Network Segment Tab
The basics of configuring the Network Segment tab and creating a profile was covered in Chapter 2, but that was just one profile with a single network segment that covered the entire IP range accessed by the Console. In a small LAN, this is usually all that is needed for efficient management of the network.
Some RemoteScope installations involve thousands of networked PCs. Of course it would not be practical to wade through a list of all of these Clients every time you wished to select one or more Clients for an action. In such a situation it is useful to create many profiles, and each profile may have multiple network segments.
Creating and using these more complex profiles is the subject of the following paragraphs.
This tab allows you to change the default contents and appearance of the List View that displays when Clients/Groups is highlighted in the Tree View.
Client List View This upper pane has four c heck-boxes:
Group(s) Only will show just the Group icons.
Client(s) Only will display all Clients, but not their Group affiliation.
Ungrouped Clients are Clients that are not assigned to any group.
All Objects will display Group icons and all Clients, grouped or not.
Default Icon – The lower pane d etermines the default appearance of the displayed objects. The choices are: Large Icons, Small Icons, List and Details. This also can be amended during the session, using the View pull-down menu.
The selected defaults will change the display as soon as the OK button is clicked. During the session, the display may also be changed at any time from the View pull-down menu or from the View item on the Client/Group pull-down menu, as described in the next chapter, but will revert to the default at each startup.
If multiple profiles are used, only one of them will be active at a time on any particular Console, and the Console will see and interact with only those Clients and Groups whose IP addresses fall within the network segment ranges included in that profile. Some careful thought should be given to the network configuration and how to set up the profiles to maximum advantage. Sometimes but not always, the profiles will correspond to the domains and primary controllers of an NT network.
To create a completely new profile, select the Configure command on the Console menu, and then the Network Segment tab. From here, the procedure is the same as the first profile created after installation. As before, Click the Create button on the Network Segment tab to bring up the Create a Profile window.
Create a Profile window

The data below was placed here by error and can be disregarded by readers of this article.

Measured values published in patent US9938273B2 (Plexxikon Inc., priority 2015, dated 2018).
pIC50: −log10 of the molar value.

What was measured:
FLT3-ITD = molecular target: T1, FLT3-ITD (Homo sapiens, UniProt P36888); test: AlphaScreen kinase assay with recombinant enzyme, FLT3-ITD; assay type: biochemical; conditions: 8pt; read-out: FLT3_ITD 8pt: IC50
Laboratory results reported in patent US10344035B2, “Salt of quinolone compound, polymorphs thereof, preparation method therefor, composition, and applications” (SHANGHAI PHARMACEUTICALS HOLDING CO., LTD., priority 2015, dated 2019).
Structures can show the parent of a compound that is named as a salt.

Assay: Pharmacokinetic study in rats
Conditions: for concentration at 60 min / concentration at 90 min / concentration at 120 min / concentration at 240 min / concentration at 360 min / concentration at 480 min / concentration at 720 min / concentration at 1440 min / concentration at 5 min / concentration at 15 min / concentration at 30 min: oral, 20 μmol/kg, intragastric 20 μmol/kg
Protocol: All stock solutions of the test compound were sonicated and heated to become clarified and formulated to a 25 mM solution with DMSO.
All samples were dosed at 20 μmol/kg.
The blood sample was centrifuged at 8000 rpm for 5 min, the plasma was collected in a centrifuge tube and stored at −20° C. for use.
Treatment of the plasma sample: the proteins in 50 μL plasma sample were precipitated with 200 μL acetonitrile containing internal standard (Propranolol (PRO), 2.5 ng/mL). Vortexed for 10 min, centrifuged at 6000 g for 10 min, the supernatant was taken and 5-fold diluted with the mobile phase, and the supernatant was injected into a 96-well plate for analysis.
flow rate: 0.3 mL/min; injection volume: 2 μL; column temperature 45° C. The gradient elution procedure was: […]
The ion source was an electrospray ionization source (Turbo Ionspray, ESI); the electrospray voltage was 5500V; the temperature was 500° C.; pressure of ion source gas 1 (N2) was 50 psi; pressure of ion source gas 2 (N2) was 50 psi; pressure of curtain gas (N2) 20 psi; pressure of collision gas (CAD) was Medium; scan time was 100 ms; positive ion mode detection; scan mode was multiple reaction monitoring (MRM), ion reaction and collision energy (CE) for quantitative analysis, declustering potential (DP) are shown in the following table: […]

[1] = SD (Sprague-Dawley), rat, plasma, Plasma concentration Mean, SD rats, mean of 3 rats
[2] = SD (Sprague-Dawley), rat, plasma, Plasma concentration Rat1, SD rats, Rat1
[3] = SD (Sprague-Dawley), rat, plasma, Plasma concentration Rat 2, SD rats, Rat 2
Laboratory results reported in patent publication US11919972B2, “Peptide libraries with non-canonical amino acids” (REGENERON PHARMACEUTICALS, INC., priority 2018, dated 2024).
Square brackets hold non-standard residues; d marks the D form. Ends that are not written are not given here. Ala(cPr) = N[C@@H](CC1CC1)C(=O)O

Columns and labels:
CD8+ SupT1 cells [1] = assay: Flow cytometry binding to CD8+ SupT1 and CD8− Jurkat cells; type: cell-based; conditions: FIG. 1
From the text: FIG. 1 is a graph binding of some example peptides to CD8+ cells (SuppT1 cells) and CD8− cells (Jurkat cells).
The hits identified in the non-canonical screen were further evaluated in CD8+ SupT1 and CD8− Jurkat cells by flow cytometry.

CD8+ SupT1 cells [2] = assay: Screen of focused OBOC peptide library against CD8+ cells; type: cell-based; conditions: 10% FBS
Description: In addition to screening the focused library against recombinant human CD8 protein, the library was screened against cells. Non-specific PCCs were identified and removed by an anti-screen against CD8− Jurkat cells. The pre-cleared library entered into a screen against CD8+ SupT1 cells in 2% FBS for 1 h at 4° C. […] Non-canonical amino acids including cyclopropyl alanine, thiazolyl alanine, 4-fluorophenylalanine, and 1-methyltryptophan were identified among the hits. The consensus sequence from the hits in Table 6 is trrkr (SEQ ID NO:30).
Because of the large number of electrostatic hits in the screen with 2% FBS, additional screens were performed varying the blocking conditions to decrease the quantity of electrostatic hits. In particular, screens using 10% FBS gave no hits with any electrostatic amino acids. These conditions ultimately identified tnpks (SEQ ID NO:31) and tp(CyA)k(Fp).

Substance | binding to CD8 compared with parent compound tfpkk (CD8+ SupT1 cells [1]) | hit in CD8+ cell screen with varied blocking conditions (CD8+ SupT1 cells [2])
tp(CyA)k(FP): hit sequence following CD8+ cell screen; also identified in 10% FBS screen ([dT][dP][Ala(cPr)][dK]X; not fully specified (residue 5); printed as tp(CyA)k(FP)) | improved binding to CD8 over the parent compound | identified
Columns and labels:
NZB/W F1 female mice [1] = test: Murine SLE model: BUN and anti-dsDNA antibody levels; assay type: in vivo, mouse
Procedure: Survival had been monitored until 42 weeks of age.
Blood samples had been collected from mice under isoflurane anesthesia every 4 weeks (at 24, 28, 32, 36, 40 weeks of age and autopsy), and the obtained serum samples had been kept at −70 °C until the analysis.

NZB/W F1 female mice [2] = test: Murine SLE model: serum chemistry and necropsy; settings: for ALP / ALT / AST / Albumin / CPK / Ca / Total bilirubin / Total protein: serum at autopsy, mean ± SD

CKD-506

Give this profile a name, and enter the Starting and Ending IP addresses of its first network segment. Click Add.
If additional network segment ranges will be included in this profile, add the starting and ending address of each of those ranges in the same way.
When all ranges have been entered, Click OK to return to the Network Segment tab. To add another profile, click the Create button again.
Note: If a great many profiles are being added it may be easier to create them by editing the netsegment.cfg file. The procedure for this is listed in Chapter 11.
To change the IP information of an existing profile, display the Network Segment tab. In the list box labeled Available Network Profiles, double-click on the name of the profile you wish to edit, or highlight it and click the Properties button. Either of these will open the Profile Properties window for that profile.
Profile Properties window
To add a new network segment to this profile, enter the Start and End addresses in the IP Range boxes and click Add.
To edit an existing network segment, highlight it in the list box and its Start and End addresses will appear in the IP Range boxes. Make the appropriate corrections in the IP Range boxes. Then click Update.
If you want to add a new network segment that is similar to an existing one, highlight the existing range and then make changes in the IP Range boxes. Click on Add instead of Update and the edited IP range will be added as a new segment, leaving the original one unchanged. This is a useful procedure, because any new segment will always have at least two octets in common with the existing segments. When all of the editing changes are complete, click OK to close the window.
Here are a few rules to keep in mind:
The Master Console and each of the Sub-consoles may all have different profiles, but the Master Console’s profiles collectively should cover all of the IP ranges used by any of the Sub-consoles.